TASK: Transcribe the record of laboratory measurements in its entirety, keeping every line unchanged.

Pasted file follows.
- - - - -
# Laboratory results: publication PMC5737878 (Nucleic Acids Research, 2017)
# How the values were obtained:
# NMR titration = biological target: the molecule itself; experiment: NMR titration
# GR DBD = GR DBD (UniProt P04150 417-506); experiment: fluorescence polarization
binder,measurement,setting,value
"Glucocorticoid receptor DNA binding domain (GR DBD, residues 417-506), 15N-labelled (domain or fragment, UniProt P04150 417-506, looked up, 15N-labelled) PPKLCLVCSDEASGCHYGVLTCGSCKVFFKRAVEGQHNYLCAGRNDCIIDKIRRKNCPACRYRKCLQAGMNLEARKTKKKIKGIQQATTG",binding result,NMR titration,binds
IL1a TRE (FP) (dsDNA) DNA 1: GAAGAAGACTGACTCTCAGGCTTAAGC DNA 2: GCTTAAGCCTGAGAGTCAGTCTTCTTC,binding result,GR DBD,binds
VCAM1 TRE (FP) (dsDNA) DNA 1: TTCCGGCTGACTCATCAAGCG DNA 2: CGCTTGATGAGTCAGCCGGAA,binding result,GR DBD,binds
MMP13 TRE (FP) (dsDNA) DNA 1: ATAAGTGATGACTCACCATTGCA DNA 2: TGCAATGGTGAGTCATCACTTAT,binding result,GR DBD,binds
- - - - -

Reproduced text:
# Laboratory results: publication PMC5737878 (Nucleic Acids Research, 2017)
# How the values were obtained:
# NMR titration = biological target: the molecule itself; experiment: NMR titration
# GR DBD = GR DBD (UniProt P04150 417-506); experiment: fluorescence polarization
binder,measurement,setting,value
"Glucocorticoid receptor DNA binding domain (GR DBD, residues 417-506), 15N-labelled (domain or fragment, UniProt P04150 417-506, looked up, 15N-labelled) PPKLCLVCSDEASGCHYGVLTCGSCKVFFKRAVEGQHNYLCAGRNDCIIDKIRRKNCPACRYRKCLQAGMNLEARKTKKKIKGIQQATTG",binding result,NMR titration,binds
IL1a TRE (FP) (dsDNA) DNA 1: GAAGAAGACTGACTCTCAGGCTTAAGC DNA 2: GCTTAAGCCTGAGAGTCAGTCTTCTTC,binding result,GR DBD,binds
VCAM1 TRE (FP) (dsDNA) DNA 1: TTCCGGCTGACTCATCAAGCG DNA 2: CGCTTGATGAGTCAGCCGGAA,binding result,GR DBD,binds
MMP13 TRE (FP) (dsDNA) DNA 1: ATAAGTGATGACTCACCATTGCA DNA 2: TGCAATGGTGAGTCATCACTTAT,binding result,GR DBD,binds